By the way, this is five feet tall. When I first started this series, my idea was to keep them small so I could finish several. But each one has gotten bigger and bigger. I guess it’s just part of the big-hair syndrome.
Getting work done for an upcoming show has trashed my healthy schedule of working out followed by a big breakfast of fruit, yogurt, coffee, eggs and rice. It seems like weeks that I’ve been getting up at some unearthly hour to squeeze in a little more work, and am starting to skip the workout and resort to breakfast at MacDonalds. Oh well, just another week and half, then I can get back to a better routine in September.
If you’ve posted a comment recently and I haven’t responded, so sorry! But really it’s taking all my energy to get these things done. Sydney is finished, Athens is quilted, Paris is almost done — so onto St. Louis.
Guess where I drew this? Yup, when I was getting my hair highlighted! Since much of the summer has been spent away from the studio, I have been working a lot in my sketchbooks. I can easily stick a sketchbook and a pen into my purse or backpack and am good to go.
I like drawing with pen, usually a Micron 03 archival pen or Pigma archival brush pen, because it forces me to keep things fresh and think about the deliberate use of line. Things just happen in pen, both good and bad, and I have to start over with a new drawing if I want to make changes rather than re-work it or erase.
This is an idea I’m working on for Niagara Falls. First I had the idea of the waterfall hairdo, then the idea to add the wedding couple.
Then the idea of falling off a wedding cake like a cliff. Also I added an embroidered dress I saw in the movie Kamikaze Girls (great funny quirky movie, my new all-time fav!) but it doesn’t look like a wedding dress, so may have to do a little wedding gown research.
Also, there’s not room for the groom on the wedding cake, so may have to re-think him too. In my overly-complicated way of thinking, I’d love to add a bunch of bridesmaids running for the bouquet, but I know I don’t have time for that.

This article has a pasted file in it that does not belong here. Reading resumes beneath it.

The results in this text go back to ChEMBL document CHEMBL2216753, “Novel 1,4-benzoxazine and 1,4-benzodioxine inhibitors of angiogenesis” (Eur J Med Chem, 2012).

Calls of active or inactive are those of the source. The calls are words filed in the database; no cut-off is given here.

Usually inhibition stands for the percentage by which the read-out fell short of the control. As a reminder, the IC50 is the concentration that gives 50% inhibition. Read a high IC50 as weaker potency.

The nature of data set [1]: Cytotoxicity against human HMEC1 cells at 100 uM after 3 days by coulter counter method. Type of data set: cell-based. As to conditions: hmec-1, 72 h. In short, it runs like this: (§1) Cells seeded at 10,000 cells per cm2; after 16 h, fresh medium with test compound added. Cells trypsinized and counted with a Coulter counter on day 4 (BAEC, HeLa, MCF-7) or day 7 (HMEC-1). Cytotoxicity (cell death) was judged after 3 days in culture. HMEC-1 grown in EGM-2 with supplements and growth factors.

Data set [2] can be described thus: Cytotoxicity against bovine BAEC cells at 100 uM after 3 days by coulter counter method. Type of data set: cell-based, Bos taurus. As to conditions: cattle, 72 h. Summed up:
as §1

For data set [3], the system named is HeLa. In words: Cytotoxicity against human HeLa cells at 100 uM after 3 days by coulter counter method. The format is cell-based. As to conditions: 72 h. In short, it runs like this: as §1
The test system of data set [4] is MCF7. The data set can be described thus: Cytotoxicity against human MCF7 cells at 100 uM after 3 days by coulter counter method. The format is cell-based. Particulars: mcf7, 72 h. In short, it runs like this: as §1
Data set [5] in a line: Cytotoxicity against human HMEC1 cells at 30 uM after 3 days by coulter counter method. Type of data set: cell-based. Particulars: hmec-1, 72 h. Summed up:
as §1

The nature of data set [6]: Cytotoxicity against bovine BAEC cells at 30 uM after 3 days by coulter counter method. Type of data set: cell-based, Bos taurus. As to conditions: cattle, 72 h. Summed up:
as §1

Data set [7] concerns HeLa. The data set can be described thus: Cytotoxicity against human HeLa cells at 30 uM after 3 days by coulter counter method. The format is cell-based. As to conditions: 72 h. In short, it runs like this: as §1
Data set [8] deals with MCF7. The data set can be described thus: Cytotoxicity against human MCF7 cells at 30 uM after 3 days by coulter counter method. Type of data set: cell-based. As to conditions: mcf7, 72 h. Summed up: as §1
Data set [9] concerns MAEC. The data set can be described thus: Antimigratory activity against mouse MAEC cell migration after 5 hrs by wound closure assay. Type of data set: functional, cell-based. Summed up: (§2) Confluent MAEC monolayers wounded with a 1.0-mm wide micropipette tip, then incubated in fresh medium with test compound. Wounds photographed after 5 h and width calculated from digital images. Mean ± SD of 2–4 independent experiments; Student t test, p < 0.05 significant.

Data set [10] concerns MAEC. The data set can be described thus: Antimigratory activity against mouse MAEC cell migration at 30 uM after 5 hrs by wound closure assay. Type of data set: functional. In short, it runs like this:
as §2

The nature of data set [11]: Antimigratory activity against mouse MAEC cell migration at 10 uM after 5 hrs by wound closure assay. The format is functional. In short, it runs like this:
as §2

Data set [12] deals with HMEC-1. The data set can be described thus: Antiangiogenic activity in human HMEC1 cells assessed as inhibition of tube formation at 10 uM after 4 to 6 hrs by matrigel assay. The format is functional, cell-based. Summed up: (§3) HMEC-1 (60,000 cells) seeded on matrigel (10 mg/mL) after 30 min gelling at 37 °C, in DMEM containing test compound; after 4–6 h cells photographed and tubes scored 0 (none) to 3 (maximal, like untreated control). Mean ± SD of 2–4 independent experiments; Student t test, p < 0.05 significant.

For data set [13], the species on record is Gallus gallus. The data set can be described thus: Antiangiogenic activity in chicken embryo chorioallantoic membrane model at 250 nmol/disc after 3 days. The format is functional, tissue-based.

The spirit of the Olympics has filled me, and I had to get to work on this rendition of an early Greek athlete. I had him trade in his dumbbell for an iPod shuffle though, so I guess that brings him up to date.
I print out big patterns for my quilts but nothing is set in stone. Throughout the process, I continue to have new ideas, so I’m often drawing the changes on the pattern as I go along. In this case, I finally had an idea how to use this great light table that Russ got at auction last spring. I don’t know the exact size, but for scale, that’s a Sharpie pen on the right side of the drawing.
Sort of looking like a cowboy right now, but give it time. I’m loving working with all these new characters, it’s getting to be like a crazy party in my studio with lots of interesting wallflowers.
Another drawing for my new series, Wish You Were Hair. I don’t know why, but I’ve always had a fascination with monuments of the world — written about them in my term papers, constructed clay monuments in ceramics, traveled to see them in person.
Now these world monuments are starting to appear in my quilts. They have mysteriously collided with my interest in hair stylists and the results have crash-landed in my studio. I’ve been doodling ideas throughout the summer and am trying to preserve the spontaneity of the original sketches as I convert them to fabric.
Australian quilt top is done, but instead of quilting right away, I’m moving on to designing the next one. I’m trying to keep my momentum up to finish a series. Some artists may think only of one piece at a time. But maybe because I’m married to a sculptor — I have in my mind an installation view of a series of work, and each piece will be part of the overall concept.
Notes and sketches from the Creamery Arts Center. It’s kind of an odd gallery space, irregular and broken spaces. I’m working back and forth, between sketches in my notebooks, drawings on the computer, and the actual fabric constructions on the wall.